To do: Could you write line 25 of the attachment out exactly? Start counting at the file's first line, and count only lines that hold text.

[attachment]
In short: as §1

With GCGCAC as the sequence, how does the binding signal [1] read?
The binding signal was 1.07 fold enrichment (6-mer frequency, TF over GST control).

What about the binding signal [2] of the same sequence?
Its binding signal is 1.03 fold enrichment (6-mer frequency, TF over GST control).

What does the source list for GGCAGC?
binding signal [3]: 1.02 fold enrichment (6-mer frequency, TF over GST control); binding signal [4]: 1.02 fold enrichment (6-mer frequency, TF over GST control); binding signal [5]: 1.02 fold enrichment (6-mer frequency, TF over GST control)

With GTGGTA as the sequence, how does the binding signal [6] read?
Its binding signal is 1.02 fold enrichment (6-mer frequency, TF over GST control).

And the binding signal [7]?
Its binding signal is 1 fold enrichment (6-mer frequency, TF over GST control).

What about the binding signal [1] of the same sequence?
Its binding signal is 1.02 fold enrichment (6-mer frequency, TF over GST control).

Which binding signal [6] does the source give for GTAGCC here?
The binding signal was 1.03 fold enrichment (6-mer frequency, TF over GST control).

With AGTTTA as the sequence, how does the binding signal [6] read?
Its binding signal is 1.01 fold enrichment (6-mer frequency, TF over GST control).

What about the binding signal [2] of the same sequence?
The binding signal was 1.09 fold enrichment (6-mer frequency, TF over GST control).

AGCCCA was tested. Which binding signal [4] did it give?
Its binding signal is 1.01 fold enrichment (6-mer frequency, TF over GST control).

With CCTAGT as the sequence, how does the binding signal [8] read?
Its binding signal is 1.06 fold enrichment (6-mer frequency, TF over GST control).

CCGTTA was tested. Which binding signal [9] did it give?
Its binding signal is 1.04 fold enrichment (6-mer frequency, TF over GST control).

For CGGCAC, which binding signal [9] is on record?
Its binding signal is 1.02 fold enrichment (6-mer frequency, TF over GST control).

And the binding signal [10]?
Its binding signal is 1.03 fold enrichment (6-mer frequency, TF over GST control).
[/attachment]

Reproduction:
Its binding signal is 1.04 fold enrichment (6-mer frequency, TF over GST control).